Each day, thousands of Americans are dying from the coronavirus, and tens of thousands of new cases are reported. Therapeutics that reduce mortality from COVID-19 are not yet available, and a vaccine is, optimistically, many months away. Nevertheless, dozens of states are relaxing regulations and reopening their economies.
But as businesses choose to open their doors, employees are being coerced to show up.
In Ohio, for example, "general office environments, manufacturing, distribution, construction" were permitted to open Monday. Retail and other businesses will be allowed to open next week.
Governor Mike DeWine (R) announced the move even as the virus continued to spread rapidly in the state.
Meanwhile, the Ohio Office of Unemployment Insurance has set up a dedicated website that allows employers "to report employees who quit or refuse work when it is available due to COVID-19." The purpose of the website is to allow the state to cut off unemployment benefits for people who refuse to return to their job because they are afraid of contracting the coronavirus. In other words, people with legitimate concerns about becoming ill — or infecting vulnerable family members — will have to choose between reporting to work and losing all of their income.
Workers who decide to stay home would lose not only their Ohio unemployment benefits but also "the additional $600 a week approved in the federal stimulus package."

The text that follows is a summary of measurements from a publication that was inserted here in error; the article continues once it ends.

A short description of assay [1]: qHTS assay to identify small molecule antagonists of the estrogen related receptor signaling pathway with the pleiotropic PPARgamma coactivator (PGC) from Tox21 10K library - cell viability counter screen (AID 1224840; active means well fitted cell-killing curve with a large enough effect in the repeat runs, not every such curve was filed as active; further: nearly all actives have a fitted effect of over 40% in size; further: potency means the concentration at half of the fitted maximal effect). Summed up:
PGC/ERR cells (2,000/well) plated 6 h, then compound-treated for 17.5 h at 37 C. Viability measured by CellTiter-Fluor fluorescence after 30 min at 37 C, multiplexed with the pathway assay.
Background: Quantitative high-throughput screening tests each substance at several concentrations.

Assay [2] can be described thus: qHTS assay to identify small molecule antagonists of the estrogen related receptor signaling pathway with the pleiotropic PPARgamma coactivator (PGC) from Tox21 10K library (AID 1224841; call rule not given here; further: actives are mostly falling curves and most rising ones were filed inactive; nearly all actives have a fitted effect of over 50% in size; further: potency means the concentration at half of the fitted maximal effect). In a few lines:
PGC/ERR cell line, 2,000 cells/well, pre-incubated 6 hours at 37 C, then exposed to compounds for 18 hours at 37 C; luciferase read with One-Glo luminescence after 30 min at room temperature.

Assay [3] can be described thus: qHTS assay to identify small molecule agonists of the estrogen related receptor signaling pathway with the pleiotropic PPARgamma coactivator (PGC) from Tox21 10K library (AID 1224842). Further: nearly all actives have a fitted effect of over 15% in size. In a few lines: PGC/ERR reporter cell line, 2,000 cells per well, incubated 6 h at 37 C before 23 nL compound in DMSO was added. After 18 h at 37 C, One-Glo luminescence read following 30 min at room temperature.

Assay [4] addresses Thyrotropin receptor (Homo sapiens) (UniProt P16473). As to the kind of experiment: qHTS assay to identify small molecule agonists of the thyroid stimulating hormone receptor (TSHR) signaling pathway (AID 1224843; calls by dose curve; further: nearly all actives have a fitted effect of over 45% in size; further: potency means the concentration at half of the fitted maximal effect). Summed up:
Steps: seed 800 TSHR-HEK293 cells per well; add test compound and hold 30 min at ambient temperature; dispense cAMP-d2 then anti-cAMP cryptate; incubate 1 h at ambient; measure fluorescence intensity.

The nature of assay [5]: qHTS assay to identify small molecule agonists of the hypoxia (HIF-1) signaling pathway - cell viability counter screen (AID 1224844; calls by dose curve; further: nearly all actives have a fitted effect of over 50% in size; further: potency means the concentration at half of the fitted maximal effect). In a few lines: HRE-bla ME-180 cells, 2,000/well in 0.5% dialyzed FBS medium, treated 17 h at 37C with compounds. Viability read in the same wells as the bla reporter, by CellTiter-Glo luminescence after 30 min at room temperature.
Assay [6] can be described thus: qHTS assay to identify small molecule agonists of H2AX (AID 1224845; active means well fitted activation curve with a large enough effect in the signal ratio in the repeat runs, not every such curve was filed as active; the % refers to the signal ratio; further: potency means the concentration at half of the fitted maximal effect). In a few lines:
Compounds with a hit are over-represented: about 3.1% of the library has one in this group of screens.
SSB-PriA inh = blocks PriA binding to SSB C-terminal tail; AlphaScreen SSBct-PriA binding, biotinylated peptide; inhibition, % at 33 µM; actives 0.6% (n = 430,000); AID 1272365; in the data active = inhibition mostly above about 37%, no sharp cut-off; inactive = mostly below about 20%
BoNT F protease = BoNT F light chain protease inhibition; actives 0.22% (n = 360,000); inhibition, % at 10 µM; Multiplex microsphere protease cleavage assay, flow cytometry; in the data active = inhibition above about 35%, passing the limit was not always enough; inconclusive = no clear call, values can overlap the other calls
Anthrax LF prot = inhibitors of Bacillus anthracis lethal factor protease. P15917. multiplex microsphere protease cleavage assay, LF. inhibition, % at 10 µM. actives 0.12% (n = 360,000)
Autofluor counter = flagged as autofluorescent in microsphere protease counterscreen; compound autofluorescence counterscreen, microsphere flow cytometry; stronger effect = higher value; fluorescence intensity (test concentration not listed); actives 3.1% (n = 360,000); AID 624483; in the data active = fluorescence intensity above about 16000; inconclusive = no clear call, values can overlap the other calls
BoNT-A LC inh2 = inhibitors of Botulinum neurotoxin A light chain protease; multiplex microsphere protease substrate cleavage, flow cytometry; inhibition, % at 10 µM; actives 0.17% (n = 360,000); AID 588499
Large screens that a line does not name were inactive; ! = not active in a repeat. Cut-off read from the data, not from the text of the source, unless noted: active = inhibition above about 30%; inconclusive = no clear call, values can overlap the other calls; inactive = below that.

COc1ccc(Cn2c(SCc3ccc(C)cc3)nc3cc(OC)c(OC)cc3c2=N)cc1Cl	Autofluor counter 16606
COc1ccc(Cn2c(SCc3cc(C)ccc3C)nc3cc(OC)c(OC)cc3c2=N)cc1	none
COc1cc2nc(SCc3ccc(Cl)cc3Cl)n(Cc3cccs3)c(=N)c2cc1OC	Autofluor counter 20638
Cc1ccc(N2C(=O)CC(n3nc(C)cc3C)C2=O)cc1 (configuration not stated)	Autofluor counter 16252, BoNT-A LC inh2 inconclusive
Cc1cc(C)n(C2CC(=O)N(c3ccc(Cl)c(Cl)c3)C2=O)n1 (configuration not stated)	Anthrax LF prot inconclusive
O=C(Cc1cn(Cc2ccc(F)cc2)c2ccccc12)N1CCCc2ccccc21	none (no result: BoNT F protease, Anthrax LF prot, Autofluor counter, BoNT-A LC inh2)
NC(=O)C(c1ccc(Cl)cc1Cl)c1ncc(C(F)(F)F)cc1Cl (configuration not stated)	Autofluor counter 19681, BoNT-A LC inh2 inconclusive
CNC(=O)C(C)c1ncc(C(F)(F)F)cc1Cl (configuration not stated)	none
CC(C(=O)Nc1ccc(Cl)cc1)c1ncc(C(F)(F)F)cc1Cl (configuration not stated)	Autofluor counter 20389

"[I]f you’re just saying ‘I’m afraid of the virus,’ that would not be sufficient," Ohio Department of Job and Family Services Director Kimberly Hall said earlier this week. The state made clear there "will be a strong presumption that if an individual’s job is available, they will not be eligible for unemployment benefits." The department will determine "whether a reasonable person would consider the workplace safe."
Thus far, there is no exemption for "working parents without access to child care facilities, which remain closed to most children." Hall said that she would announce a "solution" for parents in that situation soon.
Policy Matters Ohio, a research group, said that the state's current policy "fails to spell out good cause exemptions" for workers "who have real, justifiable reasons for not returning to work, including those susceptible to COVID-19." The group notes that Ohio puts the onus on employees to prove their working conditions are not safe, but employees "have little access to the evidence needed to prove their employer failed to follow COVID protocols and are largely without access to legal counsel and advice."
Ohio technically allows employees who get cut off from unemployment benefits to appeal the decision. But the unemployment system in Ohio is "still overwhelmed by processing claims filed in April." That means people who are inappropriately cut off could "spend weeks trying to navigate an already overburdened system to reestablish eligibility through appeals, while having no income."
Policy Matters Ohio suggests that the state specify categories of workers who should not be cut off from unemployment benefits for refusing to return to work, including: workers diagnosed with COVID-19 (or who are seeking a diagnosis), workers caring for a sick family member, workers who were told to quarantine by a doctor, workers at high-risk if they contract COVID-19, and workers who have a family member who is immunocompromised.